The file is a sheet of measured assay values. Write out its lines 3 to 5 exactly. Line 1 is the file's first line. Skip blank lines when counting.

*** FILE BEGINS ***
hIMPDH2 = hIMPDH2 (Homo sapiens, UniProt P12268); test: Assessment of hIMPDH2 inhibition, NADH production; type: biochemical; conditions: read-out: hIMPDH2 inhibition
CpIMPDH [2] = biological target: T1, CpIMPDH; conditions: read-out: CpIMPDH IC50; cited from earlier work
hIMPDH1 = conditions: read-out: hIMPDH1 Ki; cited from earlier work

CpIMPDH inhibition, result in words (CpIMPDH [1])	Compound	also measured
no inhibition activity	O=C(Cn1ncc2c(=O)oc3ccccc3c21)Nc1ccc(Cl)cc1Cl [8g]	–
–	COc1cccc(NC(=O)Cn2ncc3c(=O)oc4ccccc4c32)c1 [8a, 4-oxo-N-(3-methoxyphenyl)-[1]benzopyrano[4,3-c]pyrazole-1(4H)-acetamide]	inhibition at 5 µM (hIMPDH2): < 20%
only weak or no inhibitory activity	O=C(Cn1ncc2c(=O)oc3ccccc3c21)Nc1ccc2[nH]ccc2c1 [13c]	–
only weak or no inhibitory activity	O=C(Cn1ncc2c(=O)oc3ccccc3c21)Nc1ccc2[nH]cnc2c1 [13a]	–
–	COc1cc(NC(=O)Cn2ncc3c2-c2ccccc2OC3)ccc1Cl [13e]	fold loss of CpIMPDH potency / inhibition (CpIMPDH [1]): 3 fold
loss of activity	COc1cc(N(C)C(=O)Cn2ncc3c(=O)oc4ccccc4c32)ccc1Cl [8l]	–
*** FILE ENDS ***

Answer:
hIMPDH1 = conditions: read-out: hIMPDH1 Ki; cited from earlier work

CpIMPDH inhibition, result in words (CpIMPDH [1])	Compound	also measured
no inhibition activity	O=C(Cn1ncc2c(=O)oc3ccccc3c21)Nc1ccc(Cl)cc1Cl [8g]	–